This past week, I had the extraordinary pleasure of speaking to members of the Wisconsin Bed & Breakfast Association, kicking off their annual conference at the Abbey Resort is Fontana, Wisconsin. Special thanks to Kerri Thiel, Ed Svitak and Susan Smolarek for connecting me with such a wonderful group! I must admit, my wife and I have often talked about how fun it would be to run our own Bed & Breakfast someday. And while for us it seems “fun”…I am in awe of the immense effort I know it takes to maintain, promote, much less decorate these types of properties. As a small business advocate, I started my speech by thanking them for the valuable contributions they make to their communities, as well as their dedication to delivering something unique to a modern consumer that can be a bit of a moving marketing target to say the least. It takes special kind of crazy these days to be in business for yourself. For those of you who are doing it…you know exactly what I’m talking about. And for those who have never done it…it’s almost impossible for you to completely comprehend the depth of the overall experience. The risk. The reward. The sense of accomplishment when it works…and the level of disappointment when it doesn’t. It was in that light that I shared with them some key strategies to help them compete in a marketplace dominated by big data and the digital dominance of the deal.
The overarching strategy is fairly simple, not all that new, but it’s still something so many businesses miss in their overall customer experience. Here it is. The businesses that communicate and reinforce on a personal level, their value to customers…will win. So in my speech I asked them…are you doing everything you can to document, display and share the stories that make your business worth patronizing? Are you focused on establishing the kinds of human connections that define truly personal service experiences? Does the design and decoration of your physical location facilitate engagement with your value story? Or, is your environment, like so many I see today both personally and professionally, a hollow exercise in decoration that trumps style over the substance of the experience you offer? Now more than ever, you have to give your guests something different, something authentic, and an experience they’ll want to share with others. I reminded them it’s amazing how far people will travel to experience something they haven’t before. In essence, what was their “big ball of twine” experience, and did their design act as a catalyst for guests to REALLY engage with their story?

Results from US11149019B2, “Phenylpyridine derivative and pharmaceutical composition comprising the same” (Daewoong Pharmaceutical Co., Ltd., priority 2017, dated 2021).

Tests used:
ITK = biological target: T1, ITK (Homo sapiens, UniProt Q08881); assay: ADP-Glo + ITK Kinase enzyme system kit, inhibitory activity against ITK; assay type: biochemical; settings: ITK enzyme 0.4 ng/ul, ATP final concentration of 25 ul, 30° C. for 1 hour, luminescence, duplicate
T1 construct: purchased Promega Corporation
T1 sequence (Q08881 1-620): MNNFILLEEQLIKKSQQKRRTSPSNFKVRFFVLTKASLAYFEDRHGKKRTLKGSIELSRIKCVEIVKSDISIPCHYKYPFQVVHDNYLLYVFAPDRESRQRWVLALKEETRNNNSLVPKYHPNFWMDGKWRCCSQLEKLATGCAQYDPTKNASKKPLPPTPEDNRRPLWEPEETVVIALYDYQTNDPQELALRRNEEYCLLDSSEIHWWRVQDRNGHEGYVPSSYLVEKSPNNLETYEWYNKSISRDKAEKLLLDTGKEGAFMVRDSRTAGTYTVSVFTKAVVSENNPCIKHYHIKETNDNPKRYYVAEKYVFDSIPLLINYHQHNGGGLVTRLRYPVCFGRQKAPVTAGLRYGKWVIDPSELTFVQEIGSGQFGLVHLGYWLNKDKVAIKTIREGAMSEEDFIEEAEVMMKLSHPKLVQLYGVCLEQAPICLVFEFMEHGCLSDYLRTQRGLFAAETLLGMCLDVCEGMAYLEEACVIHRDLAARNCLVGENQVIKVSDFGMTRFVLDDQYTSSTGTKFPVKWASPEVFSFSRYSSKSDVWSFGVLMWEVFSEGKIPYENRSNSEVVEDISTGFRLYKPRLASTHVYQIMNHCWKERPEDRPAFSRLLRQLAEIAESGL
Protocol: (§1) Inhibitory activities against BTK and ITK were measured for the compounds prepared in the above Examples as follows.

The following is the shorthand of my presentation to the WBBA, that I believe has an application not only for other businesses looking to engage customers, but also for anyone interested in creating authentic interiors with a mix of both substance and style.
Start by documenting YOUR original story: Rule #1-Don’t assume people already know it…or remember it.
- Do your homework. Dig up your history! The people, places and significant events or milestones that have shaped your establishments unique journey.
- No history? Newer establishment? Then tell the story of WHO you are and WHY you opened it. Sometimes that story is best one to tell.